I can hardly believe that it’s been a year since our International Messy Church conference! What a tremendous three days they were; and we’re still all benefiting from what was shared and experienced then, including Messy Moment videos from friends far and wide, an increased connectedness across the world and the Archbishop of Canterbury’s encouragement to us to be ‘pushing out the boundaries, being flexible, being imaginative, being a circle of love that joins people with Christ at the centre’.
Over this last year too I have visited even more Messy Churches and have always been moved and challenged by the hard work and commitment of the teams, the amazing range of people who turn up, and the passion there is to share God’s love with all. This is surely the church fulfilling the Great Commission. But that was never just about numbers and attendance but ‘making disciples’ and this is where the challenge still remains… or does it?
Questions about discipleship, what it means and what it looks like in Messy Church, must be taken seriously. And do be assured, we talk about this a lot in our BRF Messy team meetings and of course we’re often leading training sessions exploring different shapes of Messy discipleship. Isn’t it great, though, that Messy Church has helped get Christian discipleship back on the church’s agenda and also enabled us to stop and reconsider what it might look like in the 21st century? It’s an issue for all forms of church, whether a traditional Sunday or a fresh expression congregation. In addition, questions about how faith takes root in our lives have become a popular focus for much research and conference discussion over these years and Messy Church thinking has played its part in this.
However, I must confess to feeling sometimes that we have become a little too earnest and introspective in this whole area. When we consider the ways in which Jesus discipled his chosen friends over the three years of his ministry, I think that we, in contrast, are sometimes trying to impose systems, measurements and discipleship formulas that belong to quite a different understanding of the term – usually very academic, and, dare I say it, middle-class. Jesus walked alongside his apprentices, who spent most of their time learning by looking rather than sitting studiously at his feet. Jesus also gave them opportunities to try and do what he did, not always successfully, though they learnt a lot through failure, which was no shame. And Jesus recognised too that much of what he showed them just wouldn’t stick for a long time and it would need the Holy Spirit to bring things back to their minds many years later. The timescales involved in this style of discipleship are long, not easily measured and call for much patience.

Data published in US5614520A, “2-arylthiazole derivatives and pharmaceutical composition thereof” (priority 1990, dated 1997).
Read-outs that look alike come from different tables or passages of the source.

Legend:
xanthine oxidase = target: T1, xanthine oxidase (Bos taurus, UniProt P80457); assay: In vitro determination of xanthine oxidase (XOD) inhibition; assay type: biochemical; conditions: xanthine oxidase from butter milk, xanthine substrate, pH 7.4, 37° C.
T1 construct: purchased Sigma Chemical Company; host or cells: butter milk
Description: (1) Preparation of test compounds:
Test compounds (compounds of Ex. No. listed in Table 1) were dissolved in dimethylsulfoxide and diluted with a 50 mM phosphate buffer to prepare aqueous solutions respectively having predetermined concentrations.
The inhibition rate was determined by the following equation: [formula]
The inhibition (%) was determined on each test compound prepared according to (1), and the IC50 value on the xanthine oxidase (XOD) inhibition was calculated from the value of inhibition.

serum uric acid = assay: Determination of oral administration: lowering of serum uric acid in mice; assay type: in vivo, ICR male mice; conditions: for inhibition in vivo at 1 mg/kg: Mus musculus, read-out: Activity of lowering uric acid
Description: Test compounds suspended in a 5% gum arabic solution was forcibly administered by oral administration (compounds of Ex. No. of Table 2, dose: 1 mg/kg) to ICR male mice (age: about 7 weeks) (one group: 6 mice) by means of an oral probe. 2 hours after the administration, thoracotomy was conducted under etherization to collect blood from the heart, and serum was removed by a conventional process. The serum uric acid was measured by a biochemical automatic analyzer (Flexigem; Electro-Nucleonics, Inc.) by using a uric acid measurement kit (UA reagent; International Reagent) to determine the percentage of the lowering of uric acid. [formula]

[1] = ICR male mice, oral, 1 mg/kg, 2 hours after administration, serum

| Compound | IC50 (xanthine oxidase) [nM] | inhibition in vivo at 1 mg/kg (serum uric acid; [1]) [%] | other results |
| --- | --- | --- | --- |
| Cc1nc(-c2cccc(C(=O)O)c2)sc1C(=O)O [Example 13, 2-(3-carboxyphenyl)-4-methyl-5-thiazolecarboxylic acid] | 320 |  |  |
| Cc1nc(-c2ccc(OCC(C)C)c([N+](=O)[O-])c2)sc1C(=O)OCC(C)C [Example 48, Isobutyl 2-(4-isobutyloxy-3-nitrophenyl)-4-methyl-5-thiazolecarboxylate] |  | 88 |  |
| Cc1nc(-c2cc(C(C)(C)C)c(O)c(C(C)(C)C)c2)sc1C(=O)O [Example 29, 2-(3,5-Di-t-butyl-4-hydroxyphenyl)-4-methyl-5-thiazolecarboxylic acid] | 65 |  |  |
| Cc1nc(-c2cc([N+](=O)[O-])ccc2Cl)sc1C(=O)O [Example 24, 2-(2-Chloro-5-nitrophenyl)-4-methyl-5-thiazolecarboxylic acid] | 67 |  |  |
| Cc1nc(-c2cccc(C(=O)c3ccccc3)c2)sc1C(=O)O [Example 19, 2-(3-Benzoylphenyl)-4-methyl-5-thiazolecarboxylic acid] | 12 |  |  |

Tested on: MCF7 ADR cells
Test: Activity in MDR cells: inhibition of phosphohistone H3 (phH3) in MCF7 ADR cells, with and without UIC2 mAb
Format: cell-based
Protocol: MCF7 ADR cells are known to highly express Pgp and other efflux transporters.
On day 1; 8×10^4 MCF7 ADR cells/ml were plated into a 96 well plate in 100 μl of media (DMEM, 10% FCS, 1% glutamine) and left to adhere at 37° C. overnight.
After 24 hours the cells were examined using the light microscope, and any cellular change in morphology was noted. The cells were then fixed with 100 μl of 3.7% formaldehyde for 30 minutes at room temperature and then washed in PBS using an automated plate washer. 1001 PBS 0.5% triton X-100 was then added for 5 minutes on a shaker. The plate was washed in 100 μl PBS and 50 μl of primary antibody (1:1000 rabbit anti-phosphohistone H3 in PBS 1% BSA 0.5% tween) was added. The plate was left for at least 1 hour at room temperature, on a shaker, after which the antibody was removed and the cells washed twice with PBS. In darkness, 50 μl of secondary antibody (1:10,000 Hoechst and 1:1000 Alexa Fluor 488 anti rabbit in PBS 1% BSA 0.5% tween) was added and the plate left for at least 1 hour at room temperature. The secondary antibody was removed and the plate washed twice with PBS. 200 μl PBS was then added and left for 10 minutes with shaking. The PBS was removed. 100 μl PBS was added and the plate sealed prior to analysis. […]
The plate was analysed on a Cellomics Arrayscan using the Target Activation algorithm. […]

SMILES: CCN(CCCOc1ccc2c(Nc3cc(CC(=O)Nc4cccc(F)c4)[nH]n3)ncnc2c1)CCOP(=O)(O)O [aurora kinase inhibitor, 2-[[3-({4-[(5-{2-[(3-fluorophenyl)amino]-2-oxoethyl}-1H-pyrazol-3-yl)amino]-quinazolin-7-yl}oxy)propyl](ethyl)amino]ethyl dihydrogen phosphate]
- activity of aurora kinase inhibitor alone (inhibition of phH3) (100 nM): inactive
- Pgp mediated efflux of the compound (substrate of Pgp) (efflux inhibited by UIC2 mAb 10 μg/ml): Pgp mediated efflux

Our desire for quick fixes and instant solutions have perhaps tricked us into thinking discipleship can be achieved in a similar smart way. If it took such a long time for the first disciples, who, after all, had a solid scriptural background in the Old Testament and who didn’t need to be convinced that God existed, how much longer will it take for us today to make disciples of those who come along to our Messy Church from very secular backgrounds? Nevertheless, in my visits I do already see the signs of discipleship happening. It’s not that Messy congregations are queuing up to go on courses, join home groups, buy themselves study Bibles or are suddenly speaking in tongues, but rather I see love growing amongst those who are beginning to believe because they are beginning to belong. I see the love that wants to help and serve and take ownership within the Messy Church family they have joined. And, after all, isn’t that the key definition of discipleship that Jesus gave when he told us that people would recognise his disciples by the love we have for one another?
I think that what matters for Messy Churches is not that they should beat themselves up because they haven’t got Messy Church attenders on the electoral roll, or the planned giving scheme, or signed up for the next Christian basics course, but rather that they should increase their love for those who come and also receive love from those who come. Our new Messy congregations are definitely watching to see whether this faith is real in us and are definitely learning more than we realise through the creative, interactive and hospitable ways of sharing Jesus Messy Church offers. ‘Let love be your aim,’ urges Paul to the messy Corinthians and that’s not a bad watchword for us too in our pursuit of Messy discipleship.